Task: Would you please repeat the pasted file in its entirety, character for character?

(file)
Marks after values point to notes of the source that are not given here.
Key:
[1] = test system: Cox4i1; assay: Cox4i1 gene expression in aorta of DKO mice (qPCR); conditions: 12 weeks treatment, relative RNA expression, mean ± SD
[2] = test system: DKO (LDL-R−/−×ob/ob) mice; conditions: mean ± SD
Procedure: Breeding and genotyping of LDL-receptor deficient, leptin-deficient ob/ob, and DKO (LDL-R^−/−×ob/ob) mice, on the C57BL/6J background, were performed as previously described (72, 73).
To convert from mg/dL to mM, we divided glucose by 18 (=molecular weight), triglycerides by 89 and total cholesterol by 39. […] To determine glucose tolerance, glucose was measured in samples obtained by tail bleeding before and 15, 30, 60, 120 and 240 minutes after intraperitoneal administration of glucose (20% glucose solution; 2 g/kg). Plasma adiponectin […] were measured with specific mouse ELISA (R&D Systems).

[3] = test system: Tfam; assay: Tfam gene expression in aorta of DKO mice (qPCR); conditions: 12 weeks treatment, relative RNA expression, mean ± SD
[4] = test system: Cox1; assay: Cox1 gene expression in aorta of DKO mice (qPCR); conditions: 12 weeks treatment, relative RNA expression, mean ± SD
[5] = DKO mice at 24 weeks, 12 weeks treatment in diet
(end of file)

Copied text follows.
Marks after values point to notes of the source that are not given here.
Key:
[1] = test system: Cox4i1; assay: Cox4i1 gene expression in aorta of DKO mice (qPCR); conditions: 12 weeks treatment, relative RNA expression, mean ± SD
[2] = test system: DKO (LDL-R−/−×ob/ob) mice; conditions: mean ± SD
Procedure: Breeding and genotyping of LDL-receptor deficient, leptin-deficient ob/ob, and DKO (LDL-R^−/−×ob/ob) mice, on the C57BL/6J background, were performed as previously described (72, 73).
To convert from mg/dL to mM, we divided glucose by 18 (=molecular weight), triglycerides by 89 and total cholesterol by 39. […] To determine glucose tolerance, glucose was measured in samples obtained by tail bleeding before and 15, 30, 60, 120 and 240 minutes after intraperitoneal administration of glucose (20% glucose solution; 2 g/kg). Plasma adiponectin […] were measured with specific mouse ELISA (R&D Systems).

[3] = test system: Tfam; assay: Tfam gene expression in aorta of DKO mice (qPCR); conditions: 12 weeks treatment, relative RNA expression, mean ± SD
[4] = test system: Cox1; assay: Cox1 gene expression in aorta of DKO mice (qPCR); conditions: 12 weeks treatment, relative RNA expression, mean ± SD
[5] = DKO mice at 24 weeks, 12 weeks treatment in diet